SEARCHING ON THE WEB-Tools to Search Efficiently
If you know your Lexile score, you should try using one of the EBSCO
databases (Searchasaurus or Middle School Search). Here's how to get to
-Go to the CMS Homepage (http://www.cms.edu.do)
-Click on Secondary Library (left column)
-Click on Secondary Library Collections
-Click on Ebsco Access from Home (If you are at school it will open automatically. If you are at
home, login using s4364149 for user ID and password for the password.
You can use Searchasaurus for Lexiles 200-1030.
You can use Middle School Search for Lexiles 730 to 1210.
You can use High School Search for Lexiles 800-1300+
The information you get back using EBSCO and your Lexile will be in your reading range and it will be
much easier to understand.
They are alphabetical lists of topics
Useful Browsing: Starting with general topics and narrowing by subtopics
Maintained by humans
Generally provides fewer results.
Some of the most used directories are: URLs
Type specific keyword(s)
Useful to narrow search quickly when you know keywords to use.
Maintained by computerized spiders or robots.
Generally provides more results, some with low quality.
Some Search Engines are: URLs
Choosing Keywords when using Search Engines*
For best results, it's important to choose your keywords wisely. Keep these tips in mind:
Try the obvious first. If you're looking for information on Picasso, enter "Picasso" rather than "painters".
Use words likely to appear on a site with the information you want. "Luxury hotel Santiago" gets better results
than "really nice places to spend the night in Santiago".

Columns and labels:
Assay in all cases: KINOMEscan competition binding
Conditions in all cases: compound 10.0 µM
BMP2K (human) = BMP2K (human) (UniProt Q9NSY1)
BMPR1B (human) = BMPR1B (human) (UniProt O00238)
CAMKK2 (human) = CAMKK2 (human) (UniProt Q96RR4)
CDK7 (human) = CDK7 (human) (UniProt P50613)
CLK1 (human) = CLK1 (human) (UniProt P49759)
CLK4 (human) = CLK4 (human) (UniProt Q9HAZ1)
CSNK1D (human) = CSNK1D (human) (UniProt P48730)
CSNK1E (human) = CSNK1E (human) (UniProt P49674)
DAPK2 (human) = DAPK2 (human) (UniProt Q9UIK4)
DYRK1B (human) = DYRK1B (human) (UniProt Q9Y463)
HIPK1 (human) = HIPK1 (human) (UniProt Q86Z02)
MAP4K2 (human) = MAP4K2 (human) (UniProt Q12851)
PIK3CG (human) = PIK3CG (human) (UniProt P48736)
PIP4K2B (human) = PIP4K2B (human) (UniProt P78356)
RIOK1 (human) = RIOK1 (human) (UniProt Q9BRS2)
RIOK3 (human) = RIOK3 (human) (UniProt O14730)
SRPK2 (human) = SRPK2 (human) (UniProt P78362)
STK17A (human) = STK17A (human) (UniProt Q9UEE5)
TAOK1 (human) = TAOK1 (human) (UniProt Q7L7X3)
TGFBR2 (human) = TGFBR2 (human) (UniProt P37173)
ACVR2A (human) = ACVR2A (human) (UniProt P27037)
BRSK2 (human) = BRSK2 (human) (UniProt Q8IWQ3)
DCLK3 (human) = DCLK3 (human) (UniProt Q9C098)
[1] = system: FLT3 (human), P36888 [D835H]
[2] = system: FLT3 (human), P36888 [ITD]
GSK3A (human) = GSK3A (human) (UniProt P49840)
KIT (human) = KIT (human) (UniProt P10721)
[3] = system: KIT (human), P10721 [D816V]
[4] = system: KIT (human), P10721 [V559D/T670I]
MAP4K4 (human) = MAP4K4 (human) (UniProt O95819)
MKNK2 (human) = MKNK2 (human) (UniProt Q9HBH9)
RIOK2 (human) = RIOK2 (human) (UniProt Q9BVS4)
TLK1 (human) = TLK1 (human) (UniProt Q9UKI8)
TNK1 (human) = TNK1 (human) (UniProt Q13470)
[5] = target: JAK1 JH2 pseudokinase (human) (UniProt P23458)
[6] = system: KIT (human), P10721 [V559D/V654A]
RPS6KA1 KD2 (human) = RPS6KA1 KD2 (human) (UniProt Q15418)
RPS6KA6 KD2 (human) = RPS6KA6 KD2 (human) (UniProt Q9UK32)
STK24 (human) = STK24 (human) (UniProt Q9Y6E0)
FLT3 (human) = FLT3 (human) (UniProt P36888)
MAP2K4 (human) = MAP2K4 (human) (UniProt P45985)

Make keywords as specific as possible. "Antique tin soldiers" gets more relevant results than "old metal toys".
*Adapted from: (http://www.google.com/help/basics.html)
Narrowing your search to get better results:
Type more than one keyword.
Use math commands like + to join keywords. (flea + powder)
Use math commands like – to exclude certain keywords. Put the + or – in front of the word you want
to include or exclude (flea +powder –natural). (I don't want flea powder that is natural. This search
will help remove "natural" from the search results.)
Use quotations to search for a whole phrase or connected words
For example, to search for Star Wars, Episode One use "Star Wars Episode One"
Citations (Important for Bibliography)
Citations tell the reader where you got your information. They also make it obvious that the information is
not yours. If you get a picture, sound file or video online and you use it, you should state who the owner is
(if you know) and where the file came from (URL).
A good idea is to embed this information into the file by right clicking on the file, choosing Properties, and
in the Summary tab, filling out the information. This way, you can cite the information later.
When should you use a citation?
You should document anything that you used from an outside source; however, if the information is
considered common knowledge (for example, if at least four of your sources give the same information), you
do not need to use a citation.
What information is needed within a citation?
In most cases, the author's last name and specific information pertaining to the location of the source, such as
the page number(s), URLs, are enough.
World Wide Web (WWW) Sites
the author's last name and first name (if known)
the title of the selection in quotation marks
the title of the complete work (if applicable) in italics
the date (Day, Month, Year) you visited the web site
Cogdill, Sharon and Kilborn, Judith
“LEO: Literacy Education Online”
MLA Parenthetical Documentation
(24 Mar. 2003).